Some Roadtrek owners get alarms and the one most talked about is the Viper Alarm. This will protect the van when you are out or in. There is a remote that will sound the alarm from inside if you need help. The alarm is wired into the electric system of the Roadtrek and the van. I have been told that Best Buy will install this in a Roadtrek. As I am in an area where no one has ever seen a Roadtrek, I am not sure I want the kid who installs stereos at Best Buy rewiring my Roadtrek. The alarm is not a bad idea - and if I knew the installation would be done correctly I would put one in.

5 comments:

  1. Your curtains are great. I use a tension rod (hangs just over the front seats) and drape fabric (sometimes just a big bath sheet) to achieve the blocking of view. I am also using a tension rod in the back for short curtains (blocking view) since I have my back door screen in place all the time and it is easy to reach. You should investigate the EZlift apparatus to help with lowering and raising the continental wheel. It has saved me alot.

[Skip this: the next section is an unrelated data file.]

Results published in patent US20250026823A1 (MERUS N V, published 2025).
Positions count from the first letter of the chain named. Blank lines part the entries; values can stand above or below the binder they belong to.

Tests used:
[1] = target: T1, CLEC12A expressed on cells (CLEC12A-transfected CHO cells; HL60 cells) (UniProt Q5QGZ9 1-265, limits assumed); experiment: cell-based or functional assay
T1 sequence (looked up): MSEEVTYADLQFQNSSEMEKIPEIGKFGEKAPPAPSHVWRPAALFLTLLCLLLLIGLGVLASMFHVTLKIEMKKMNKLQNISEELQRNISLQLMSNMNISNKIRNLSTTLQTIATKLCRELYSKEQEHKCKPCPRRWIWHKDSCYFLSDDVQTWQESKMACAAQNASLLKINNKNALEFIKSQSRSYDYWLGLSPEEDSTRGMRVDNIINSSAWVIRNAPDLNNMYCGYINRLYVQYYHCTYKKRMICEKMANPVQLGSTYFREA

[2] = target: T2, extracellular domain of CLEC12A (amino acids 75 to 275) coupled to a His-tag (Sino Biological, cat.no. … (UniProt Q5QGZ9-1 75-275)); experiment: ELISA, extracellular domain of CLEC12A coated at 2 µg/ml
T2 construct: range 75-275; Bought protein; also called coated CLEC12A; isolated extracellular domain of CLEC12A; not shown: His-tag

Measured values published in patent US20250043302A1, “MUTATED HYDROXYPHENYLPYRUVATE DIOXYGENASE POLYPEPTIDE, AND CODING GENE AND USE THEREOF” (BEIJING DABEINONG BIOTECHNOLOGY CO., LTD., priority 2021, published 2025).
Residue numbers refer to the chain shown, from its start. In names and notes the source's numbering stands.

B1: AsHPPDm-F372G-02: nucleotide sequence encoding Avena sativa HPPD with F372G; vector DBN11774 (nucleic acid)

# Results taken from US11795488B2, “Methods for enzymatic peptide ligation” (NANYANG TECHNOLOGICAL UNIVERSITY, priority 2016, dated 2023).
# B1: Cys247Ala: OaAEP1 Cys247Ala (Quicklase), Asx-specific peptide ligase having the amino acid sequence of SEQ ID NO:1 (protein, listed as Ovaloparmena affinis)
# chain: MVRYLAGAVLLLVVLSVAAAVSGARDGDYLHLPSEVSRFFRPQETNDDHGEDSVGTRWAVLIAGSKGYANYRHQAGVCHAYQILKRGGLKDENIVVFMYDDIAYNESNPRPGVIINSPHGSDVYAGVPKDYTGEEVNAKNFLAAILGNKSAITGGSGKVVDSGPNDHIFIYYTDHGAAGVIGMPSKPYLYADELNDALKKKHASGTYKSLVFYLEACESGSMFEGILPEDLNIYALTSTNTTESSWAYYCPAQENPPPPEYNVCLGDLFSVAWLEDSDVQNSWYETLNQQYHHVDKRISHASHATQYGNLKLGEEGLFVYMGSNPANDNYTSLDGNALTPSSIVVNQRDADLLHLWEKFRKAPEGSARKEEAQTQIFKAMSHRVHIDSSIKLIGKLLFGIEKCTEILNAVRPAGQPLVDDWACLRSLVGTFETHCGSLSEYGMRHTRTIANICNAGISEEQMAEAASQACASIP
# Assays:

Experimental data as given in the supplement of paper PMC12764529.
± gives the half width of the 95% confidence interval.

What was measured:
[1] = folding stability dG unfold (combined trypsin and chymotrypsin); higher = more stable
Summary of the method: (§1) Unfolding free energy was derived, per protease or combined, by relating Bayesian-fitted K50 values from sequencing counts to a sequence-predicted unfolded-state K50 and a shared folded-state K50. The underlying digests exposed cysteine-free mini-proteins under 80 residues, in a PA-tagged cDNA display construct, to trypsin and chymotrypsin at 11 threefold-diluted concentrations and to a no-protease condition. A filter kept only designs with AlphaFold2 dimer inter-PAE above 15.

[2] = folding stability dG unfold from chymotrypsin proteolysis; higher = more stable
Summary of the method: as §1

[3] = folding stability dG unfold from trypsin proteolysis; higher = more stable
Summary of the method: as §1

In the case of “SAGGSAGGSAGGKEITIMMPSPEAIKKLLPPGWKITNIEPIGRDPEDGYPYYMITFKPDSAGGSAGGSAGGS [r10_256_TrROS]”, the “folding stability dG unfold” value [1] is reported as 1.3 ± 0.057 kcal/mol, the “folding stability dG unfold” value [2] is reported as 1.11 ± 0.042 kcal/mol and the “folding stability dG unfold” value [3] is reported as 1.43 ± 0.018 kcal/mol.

Sherry T
    2009 C190P
    Melbourne, Fl

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    1. Our plan for early this coming RV season is to get the EZlift installed on our Roadtrek.

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  2. OK ... so I did comment too soon. My curtain and rod system is similar to yours and the previous commenter. When I open it up it hangs behind the driver seat out of the way. I have MCR roller blinds on my other windows. I can quickly run around and close them if needed. I find that all my coach windows are blackout windows and one would have to have their face scrunched against the windows, which are fairly high, to see in. If I am gone for any length of time I will close all the blinds ... otherwise I rely on the dark windows.

    I have to agree with you about the alarm system. I don't have much confidence in Best Buy or any of the other electronic shops to do any work on my system. Mercedes does have an alarm system ... that I wish was factory installed ... but they also have it as a dealer option. It has both the away alarm and a panic alarm when in the vehicle.

    As for your advise on personal safety ... I agree 100%. Avoid confrontation when possible. I was a police officer for 35 years before I retired ... in today's society you just don't want to confront a would be criminal. I know that many RVer's do carry firearms ... that has a whole new set of problems as you pointed out. As a foreigner (Canadian) travelling in the US ... chances of me getting across the border with a firearm would be pretty dicy at best.